The National Basketball Association settled the officials strike just in time to find the Houston Rockets at its throat for, as the indignant Houston Chronicle chronicles, "its official explanation of why two officials who live in Philadelphia were assigned to referee" last week's game in which the Philadelphia 76ers eliminated the Central Division champions from the playoffs.

The Rockets wanted the league office and the supervisor of officials, John Nucatola, to look at film of the controversial calls that settled the 112-109 issue - particularly the charging call that nullified John Lucas' basket that would have tied the score at 111-111 with five seconds left. Nucatola was at the game and in a radio interview afterward termed the call by ref Jake O'Donnell on the play on which Doug Collins hit the deck a "textbook call." Houston film scanners feel otherwise.

"And," writes the Chronicle's John Wilson, "Three minutes before the final decisive call, O'Donnell had deprived Houston of a Mike Newlin basket that would have tied the game at that time, and the tape on this shows clearly that it was a bad call.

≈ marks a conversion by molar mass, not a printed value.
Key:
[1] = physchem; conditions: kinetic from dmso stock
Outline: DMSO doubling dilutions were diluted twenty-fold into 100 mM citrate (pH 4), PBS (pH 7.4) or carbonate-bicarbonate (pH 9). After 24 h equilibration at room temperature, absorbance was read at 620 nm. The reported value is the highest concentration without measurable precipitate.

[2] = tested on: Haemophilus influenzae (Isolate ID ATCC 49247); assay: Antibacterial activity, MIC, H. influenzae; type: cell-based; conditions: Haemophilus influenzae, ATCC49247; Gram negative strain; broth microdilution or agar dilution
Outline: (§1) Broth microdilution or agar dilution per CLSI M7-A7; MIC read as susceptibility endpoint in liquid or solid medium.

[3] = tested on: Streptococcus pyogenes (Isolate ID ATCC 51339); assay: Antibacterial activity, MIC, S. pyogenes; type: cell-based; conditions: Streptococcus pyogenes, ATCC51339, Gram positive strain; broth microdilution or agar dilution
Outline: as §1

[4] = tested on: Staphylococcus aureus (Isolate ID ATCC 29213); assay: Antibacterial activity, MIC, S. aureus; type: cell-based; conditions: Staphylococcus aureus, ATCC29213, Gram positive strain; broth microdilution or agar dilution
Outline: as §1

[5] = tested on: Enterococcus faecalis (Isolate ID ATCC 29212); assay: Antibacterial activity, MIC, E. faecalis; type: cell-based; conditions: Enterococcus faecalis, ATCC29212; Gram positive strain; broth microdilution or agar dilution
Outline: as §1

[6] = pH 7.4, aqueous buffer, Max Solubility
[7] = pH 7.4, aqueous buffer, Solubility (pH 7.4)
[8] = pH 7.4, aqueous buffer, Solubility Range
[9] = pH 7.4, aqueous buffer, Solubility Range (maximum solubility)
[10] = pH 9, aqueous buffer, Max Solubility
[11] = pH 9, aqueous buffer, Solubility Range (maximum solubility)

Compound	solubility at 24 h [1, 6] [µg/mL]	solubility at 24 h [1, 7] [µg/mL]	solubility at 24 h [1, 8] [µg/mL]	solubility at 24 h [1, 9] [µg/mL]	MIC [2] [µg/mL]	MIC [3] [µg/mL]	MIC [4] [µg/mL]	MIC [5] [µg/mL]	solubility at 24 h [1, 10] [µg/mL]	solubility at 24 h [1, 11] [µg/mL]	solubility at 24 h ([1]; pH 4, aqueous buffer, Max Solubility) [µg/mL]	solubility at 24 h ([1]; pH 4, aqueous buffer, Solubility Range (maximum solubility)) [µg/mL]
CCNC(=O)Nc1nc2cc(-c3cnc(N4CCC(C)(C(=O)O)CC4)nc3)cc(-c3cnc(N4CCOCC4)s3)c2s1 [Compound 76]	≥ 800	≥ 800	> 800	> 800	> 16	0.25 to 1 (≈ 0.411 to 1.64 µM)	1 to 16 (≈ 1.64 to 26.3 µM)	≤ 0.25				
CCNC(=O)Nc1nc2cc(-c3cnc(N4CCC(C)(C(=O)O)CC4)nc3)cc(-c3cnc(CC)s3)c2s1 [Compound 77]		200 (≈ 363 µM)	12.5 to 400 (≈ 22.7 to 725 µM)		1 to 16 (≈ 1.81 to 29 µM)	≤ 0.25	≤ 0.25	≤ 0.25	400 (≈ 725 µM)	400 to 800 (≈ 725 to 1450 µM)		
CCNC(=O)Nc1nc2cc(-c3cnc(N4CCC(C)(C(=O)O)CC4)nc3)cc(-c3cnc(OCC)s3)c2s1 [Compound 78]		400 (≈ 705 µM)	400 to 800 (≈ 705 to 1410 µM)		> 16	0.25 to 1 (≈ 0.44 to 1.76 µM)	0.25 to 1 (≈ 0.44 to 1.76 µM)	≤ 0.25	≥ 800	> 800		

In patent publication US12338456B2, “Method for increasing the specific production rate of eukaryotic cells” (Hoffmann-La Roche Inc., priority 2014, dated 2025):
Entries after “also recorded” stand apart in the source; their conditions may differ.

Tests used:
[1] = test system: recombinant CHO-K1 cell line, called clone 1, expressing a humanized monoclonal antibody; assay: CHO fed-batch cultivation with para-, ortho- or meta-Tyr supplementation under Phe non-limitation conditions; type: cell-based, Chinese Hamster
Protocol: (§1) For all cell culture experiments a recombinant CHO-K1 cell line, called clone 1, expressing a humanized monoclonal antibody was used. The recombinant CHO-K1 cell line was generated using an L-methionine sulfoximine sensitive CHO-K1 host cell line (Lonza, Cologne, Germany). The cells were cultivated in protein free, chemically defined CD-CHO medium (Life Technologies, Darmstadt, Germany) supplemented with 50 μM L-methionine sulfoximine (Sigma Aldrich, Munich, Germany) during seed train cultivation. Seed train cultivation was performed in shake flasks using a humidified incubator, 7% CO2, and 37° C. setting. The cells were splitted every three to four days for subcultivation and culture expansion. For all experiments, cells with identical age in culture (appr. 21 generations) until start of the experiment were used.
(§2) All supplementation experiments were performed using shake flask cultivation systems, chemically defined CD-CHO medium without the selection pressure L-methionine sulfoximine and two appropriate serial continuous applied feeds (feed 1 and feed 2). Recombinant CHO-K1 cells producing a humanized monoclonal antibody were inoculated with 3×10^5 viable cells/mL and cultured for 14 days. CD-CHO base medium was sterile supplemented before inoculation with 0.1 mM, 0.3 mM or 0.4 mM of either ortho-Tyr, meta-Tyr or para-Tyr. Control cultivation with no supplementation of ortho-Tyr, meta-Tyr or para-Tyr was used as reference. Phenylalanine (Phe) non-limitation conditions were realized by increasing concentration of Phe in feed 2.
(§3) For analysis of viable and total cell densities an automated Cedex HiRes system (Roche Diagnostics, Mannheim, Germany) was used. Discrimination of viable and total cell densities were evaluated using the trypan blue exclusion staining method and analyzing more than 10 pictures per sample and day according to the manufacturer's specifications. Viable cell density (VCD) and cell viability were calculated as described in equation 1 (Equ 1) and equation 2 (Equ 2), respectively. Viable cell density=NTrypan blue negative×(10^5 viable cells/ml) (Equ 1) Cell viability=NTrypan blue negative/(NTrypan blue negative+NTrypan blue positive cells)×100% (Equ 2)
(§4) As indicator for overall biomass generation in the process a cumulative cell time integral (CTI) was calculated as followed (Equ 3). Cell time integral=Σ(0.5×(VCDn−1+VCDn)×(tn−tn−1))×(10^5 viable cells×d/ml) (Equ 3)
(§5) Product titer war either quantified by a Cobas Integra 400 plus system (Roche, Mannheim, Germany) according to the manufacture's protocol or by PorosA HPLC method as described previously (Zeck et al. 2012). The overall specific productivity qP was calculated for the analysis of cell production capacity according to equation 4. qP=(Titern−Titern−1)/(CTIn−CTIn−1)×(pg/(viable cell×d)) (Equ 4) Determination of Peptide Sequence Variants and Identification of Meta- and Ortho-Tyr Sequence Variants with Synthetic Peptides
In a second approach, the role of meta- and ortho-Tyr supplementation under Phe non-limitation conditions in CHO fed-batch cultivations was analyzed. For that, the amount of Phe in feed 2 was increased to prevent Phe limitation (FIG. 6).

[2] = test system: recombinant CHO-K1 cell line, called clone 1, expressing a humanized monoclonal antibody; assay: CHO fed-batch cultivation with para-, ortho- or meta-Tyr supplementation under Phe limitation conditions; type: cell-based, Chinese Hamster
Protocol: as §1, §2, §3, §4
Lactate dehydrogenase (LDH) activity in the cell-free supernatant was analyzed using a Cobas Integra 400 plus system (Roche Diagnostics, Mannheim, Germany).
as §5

"And then for it to come out," Wilson went on, "that both officials are residents of the Philadelphia area was just a little much.This isn't to imply that O'Donnell was anything less than conscientious. But let's face it, Philadelphia was supposed to win, right? The network wanted Philadelphia to win because of the TV rating Dr J will draw."

A league spokesman said, "Five of perhaps the 10 most experienced officials live in the Philadelphia area. Would it make sense to eliminate half of the 10 . . . from the playoffs because Philadelphia is involved?"

And the Bullets thought it was bad to be relegated to the outside looking in . . . Incidentally, it's nice to know that Elvin (Praise Me or Trade Me) Hayes apparently won't be traded; we were worrying that without E the local I Quit Smoking campaign that he heads might go to pot . . . Heaven forbid - and forgive us, one more time, our press passes . . .